Want to Avoid a Toxic Boss? Ask These Questions

Nancy Anderson
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You just left one unhealthy work situation and ditched your toxic boss because your well-being is too important. As you migrate to your next job opportunity, ask any of these 10 interview questions to avoid another toxic situation. The first seven questions work best if your interviewer is also the hiring manager.

1. How Do You Describe an Ideal Employee?

If your interviewer is your potential supervisor, the answer to this question gives you an idea as whether you think you would be a good fit for your boss. If not, you can always decline an offer if you think you have a toxic boss on your hands.

2. What Is the Review/Feedback Process Like?

Your manager may decide to have weekly one-on-one chats about your performance or take a more formal annual review approach. You should know the employee review process beforehand so there are no surprises.

3. How Do You Give Constructive Criticism to an Employee?

Good supervisors nurture employees to help them grow rather than talk down to them. If the hiring manage says something like, "I call out people in front of everyone else to teach them a lesson," then this type of toxic boss is not for you.

4. How Do Members of Your Team Describe Your Management Style?

The answer to this question gives you a clue as to the supervisor's self-awareness. The person's team should feel engaged, listened to and properly managed. If the team says they are uninspired and have a lack of cohesiveness and collaboration, perhaps you should decline an offer from this toxic boss.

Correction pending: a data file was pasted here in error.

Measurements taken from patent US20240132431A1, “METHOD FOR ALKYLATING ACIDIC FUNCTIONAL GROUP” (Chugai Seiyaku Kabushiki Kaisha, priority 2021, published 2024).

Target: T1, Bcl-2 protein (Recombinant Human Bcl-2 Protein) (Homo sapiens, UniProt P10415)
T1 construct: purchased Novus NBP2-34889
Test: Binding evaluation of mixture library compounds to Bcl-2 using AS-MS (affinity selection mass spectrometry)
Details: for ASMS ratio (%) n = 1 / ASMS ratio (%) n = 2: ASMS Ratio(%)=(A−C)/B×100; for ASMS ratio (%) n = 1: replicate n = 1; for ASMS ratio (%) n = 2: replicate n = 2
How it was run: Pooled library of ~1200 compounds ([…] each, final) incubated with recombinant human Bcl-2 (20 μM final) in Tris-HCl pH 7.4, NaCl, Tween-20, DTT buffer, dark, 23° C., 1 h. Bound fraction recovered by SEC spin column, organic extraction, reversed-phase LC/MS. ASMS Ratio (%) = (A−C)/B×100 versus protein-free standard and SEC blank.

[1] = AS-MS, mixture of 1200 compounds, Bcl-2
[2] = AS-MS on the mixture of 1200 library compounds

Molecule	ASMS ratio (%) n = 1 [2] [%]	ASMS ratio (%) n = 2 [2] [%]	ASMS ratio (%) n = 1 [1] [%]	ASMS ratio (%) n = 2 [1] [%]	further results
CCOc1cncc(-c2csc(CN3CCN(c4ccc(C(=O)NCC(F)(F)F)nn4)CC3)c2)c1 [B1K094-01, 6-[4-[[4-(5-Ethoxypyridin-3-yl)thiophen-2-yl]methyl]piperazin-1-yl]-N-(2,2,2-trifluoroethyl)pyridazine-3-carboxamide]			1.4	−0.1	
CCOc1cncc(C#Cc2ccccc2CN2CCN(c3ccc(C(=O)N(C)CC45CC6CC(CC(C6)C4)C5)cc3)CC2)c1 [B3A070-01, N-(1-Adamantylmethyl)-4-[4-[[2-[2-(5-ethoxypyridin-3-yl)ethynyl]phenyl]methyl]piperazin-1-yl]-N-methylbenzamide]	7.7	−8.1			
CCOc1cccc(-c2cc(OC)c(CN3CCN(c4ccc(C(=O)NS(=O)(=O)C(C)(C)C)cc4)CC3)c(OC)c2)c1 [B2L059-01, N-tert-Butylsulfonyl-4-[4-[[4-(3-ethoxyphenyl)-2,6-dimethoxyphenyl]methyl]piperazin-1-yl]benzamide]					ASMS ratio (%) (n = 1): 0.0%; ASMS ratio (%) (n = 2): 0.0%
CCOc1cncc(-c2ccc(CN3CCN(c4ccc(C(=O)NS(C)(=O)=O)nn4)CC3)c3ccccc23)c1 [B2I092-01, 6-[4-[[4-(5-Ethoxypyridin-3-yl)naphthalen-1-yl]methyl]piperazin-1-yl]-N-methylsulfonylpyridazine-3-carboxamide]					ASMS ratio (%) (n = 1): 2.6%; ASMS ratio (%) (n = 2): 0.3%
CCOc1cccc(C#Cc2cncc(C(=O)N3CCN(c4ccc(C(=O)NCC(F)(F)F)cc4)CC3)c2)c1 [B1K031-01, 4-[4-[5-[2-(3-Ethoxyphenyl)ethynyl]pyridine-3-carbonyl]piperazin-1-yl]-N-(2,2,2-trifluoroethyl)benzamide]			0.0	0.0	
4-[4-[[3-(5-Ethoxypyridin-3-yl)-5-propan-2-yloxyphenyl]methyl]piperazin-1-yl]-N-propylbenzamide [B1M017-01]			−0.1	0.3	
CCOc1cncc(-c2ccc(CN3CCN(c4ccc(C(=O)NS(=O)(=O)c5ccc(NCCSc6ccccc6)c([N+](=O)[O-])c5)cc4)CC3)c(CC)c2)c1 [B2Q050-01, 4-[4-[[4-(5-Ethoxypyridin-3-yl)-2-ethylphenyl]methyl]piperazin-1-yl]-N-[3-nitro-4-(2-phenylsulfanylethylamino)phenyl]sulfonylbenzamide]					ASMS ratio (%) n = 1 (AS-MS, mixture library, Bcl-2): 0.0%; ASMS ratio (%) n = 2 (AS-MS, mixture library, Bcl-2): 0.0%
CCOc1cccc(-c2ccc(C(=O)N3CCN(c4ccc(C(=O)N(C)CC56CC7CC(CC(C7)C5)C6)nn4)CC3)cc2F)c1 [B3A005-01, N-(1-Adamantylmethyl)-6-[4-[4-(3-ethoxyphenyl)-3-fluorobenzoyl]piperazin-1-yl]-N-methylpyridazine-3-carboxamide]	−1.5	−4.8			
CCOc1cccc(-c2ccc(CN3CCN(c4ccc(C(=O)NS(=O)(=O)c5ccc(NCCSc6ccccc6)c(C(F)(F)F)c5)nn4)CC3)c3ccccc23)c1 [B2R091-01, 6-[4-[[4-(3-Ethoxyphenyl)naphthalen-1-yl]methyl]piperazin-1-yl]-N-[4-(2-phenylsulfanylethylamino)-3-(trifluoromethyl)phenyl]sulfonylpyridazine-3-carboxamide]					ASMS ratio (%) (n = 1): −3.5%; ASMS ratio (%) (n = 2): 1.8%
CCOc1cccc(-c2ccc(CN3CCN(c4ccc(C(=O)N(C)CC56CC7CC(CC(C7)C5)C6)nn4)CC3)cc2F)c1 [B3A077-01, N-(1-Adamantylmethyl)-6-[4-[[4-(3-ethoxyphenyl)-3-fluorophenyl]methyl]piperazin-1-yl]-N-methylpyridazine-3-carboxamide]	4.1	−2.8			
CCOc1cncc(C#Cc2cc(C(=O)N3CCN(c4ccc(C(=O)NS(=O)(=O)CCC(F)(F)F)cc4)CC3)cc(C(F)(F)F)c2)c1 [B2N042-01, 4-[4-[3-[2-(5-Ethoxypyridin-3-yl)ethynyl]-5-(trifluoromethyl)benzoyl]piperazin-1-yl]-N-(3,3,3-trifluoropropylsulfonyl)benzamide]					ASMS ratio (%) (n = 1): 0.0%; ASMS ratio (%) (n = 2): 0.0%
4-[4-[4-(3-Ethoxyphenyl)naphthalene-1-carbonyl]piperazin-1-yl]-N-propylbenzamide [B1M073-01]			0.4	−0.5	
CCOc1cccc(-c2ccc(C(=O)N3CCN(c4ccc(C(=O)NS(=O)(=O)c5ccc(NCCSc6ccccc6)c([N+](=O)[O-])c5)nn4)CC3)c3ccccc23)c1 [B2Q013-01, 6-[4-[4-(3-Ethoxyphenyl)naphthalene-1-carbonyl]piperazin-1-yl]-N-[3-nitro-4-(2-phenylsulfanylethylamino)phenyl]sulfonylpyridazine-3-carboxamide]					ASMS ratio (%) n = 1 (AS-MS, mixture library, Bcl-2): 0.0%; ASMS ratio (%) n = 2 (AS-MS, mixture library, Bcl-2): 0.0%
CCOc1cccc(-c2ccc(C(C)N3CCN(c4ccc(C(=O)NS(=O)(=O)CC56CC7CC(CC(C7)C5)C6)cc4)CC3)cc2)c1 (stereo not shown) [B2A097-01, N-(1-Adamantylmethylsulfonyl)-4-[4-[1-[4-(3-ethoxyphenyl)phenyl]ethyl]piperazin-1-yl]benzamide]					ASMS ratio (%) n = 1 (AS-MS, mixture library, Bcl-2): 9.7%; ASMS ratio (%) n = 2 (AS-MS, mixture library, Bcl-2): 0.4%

5. How Long Has Your Current Team Been in Place?

This answer helps you determine if there is high turnover among the supervisor's team. To verify the response to this question and to question #4, talk to members of this person's team directly to see how they feel and think.

6. How Does Your Team Celebrate Success?

Every person on the team should celebrate major accomplishments with a day off, some vacation time or perhaps an expenses-paid employee lunch. A toxic boss may set a bad example by having a workaholic attitude.

7. Who Inspires You and Why?

Your future boss should know why he feels inspired by his own boss, a family member or some business leader. The answer lets you study your supervisor's methods for getting things done.

Ask the next three questions if your boss does not interview you directly.

8. What's My Future Boss's Management Style?

Seek out clues as to how you expect to be treated. Does the person sound as if he is respectful, or does he micromanage everyday tasks?

9. What Do You Like Most About Working With My Future Supervisor?

Take note of vague responses or if someone just says, "He's awesome." Those are red flags.

10. How Do You Describe Your Team's Culture?

The answer to this question should have something to do with the company's corporate values. Otherwise, you may not know what you're getting into when it comes to how teammates communicate and relate to each other.

These 10 interview questions can help you ascertain if you have a toxic boss in store as your future manager. What questions would you ask interviewers as a way to identify potentially toxic managers?

Photo courtesy of Don at Flickr.com


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